Fatima combed Neeta’s hair and set it in order. Meanwhile, they were lost in discussing how their life had changed. Till late in the afternoon, they chatted about their childhood, which they called their “silly age”. Neeta recalled the day when she told Fatima about Ram and their plan of eloping. That day had a remarkable effect on their friendship. Fatima promised her she would be there for Neeta all her life. Amusingly, they planned to get their children married: “If you have a boy and me a girl or vice-versa, we will marry them and secure our friendship”, Neeta remembered her words.
Fatima added that they couldn’t collect enough dry leaves in the orchards that day and felt embarrassed for coming home with their half-loads.
“Those were beautiful orchards. The whole area is deserted now,” Neeta said.
Fatima added, “Yes, with the advent of railways in Poshmarg, they’ve ruined the beautiful hills which were blessed with apple orchards.”
“We could have done it if my daughter had lived,” she said.
The child survived only a few hours, and Neeta had developed an infection, after which the doctors had to remove the uterus and fallopian tubes from her body. A strange sadness touched them again. Fatima tried to change the topic; she called her husband, and they had nun-chai.
As the evening approached, Neeta wanted to leave. Wearing her brown-embroidered-pheran with a white headgear covered with a blue shawl, Ded also arrived at Fatima’s home. She had found out about Neeta’s poor health. Bashir felt blessed when he saw her in his house. Ded was adored by everyone for her wisdom and kindness. Her arrival made the day more special for them. After a moment, Bashir told her about the letter. No sooner had Ded heard this idea of finding her son-in-law’s killer, than she became afraid of it.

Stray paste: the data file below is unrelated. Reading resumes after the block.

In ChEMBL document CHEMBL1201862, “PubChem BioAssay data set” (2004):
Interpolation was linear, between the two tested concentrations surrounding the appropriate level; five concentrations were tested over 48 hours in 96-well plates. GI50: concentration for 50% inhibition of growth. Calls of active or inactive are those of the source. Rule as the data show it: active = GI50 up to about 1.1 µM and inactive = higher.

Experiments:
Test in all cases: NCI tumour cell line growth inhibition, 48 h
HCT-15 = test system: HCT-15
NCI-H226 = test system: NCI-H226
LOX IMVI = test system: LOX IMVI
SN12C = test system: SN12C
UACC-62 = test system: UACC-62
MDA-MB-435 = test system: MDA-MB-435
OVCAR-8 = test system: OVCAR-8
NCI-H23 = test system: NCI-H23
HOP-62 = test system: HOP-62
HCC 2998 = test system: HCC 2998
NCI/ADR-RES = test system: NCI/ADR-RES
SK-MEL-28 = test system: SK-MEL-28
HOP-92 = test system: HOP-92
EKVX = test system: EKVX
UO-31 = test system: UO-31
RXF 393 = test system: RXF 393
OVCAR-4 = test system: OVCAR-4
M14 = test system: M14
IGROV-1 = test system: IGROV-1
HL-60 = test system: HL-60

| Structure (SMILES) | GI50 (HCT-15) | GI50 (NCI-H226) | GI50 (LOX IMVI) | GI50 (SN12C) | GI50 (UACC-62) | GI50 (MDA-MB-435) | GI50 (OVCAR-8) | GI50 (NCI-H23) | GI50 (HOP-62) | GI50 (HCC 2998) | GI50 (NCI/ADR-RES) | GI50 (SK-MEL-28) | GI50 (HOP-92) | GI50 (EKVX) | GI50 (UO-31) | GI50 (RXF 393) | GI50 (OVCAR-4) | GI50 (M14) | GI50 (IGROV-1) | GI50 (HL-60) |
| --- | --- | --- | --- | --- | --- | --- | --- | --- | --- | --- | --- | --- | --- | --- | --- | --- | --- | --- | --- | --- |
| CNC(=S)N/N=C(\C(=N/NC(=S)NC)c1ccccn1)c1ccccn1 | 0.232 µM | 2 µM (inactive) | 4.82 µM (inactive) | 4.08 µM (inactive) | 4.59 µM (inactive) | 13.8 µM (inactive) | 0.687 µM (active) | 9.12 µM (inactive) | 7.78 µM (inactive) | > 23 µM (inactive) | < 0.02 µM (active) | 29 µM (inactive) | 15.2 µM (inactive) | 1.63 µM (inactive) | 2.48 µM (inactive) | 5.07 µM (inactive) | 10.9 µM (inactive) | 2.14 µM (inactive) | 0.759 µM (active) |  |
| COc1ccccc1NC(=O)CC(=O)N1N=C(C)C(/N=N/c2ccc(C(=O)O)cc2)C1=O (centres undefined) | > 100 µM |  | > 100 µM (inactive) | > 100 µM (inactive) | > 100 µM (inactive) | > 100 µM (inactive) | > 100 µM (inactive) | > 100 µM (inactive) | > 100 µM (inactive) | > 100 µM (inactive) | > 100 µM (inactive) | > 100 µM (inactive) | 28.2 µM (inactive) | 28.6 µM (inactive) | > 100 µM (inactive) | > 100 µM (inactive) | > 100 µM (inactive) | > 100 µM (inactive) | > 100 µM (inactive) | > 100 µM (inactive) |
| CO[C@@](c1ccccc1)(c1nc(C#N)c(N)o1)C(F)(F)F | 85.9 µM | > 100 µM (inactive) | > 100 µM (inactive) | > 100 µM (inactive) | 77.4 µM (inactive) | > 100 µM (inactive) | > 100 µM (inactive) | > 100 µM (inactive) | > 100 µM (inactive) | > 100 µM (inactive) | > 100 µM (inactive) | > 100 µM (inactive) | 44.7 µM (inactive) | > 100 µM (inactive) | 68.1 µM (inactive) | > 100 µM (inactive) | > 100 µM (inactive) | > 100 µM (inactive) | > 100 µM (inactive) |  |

They had dinner earlier than usual. Neeta wasn’t hungry. They thought she was anxious about meeting the unknown person. They made her sit in the kitchen, and when they started eating, she again fell unconscious. They took hold of her and made her lie in another room. She regained consciousness soon, but she was not able to stand on her own. They asked her to sleep. She couldn’t; she didn’t want to lose the chance of knowing her husband’s secret. There was sweat all over her body. She had a fever. It was night; there would be no doctor available. A medical assistant was living on the other side of the town. It was already past nine when they decided Bashir should meet that unknown person alone and, if possible, bring some medicine for Neeta.
Listen, we wanted to meet Neeta, to make her understand that Ram wasn’t good for her. She should live with her parents now. They will find someone else for her.
“Ram was taking me to a special doctor. I already have some medicine at home. Don’t worry about me. I’ll visit that doctor tomorrow,” Neeta promised, wanting to go with Bashir. But everyone else decided against it.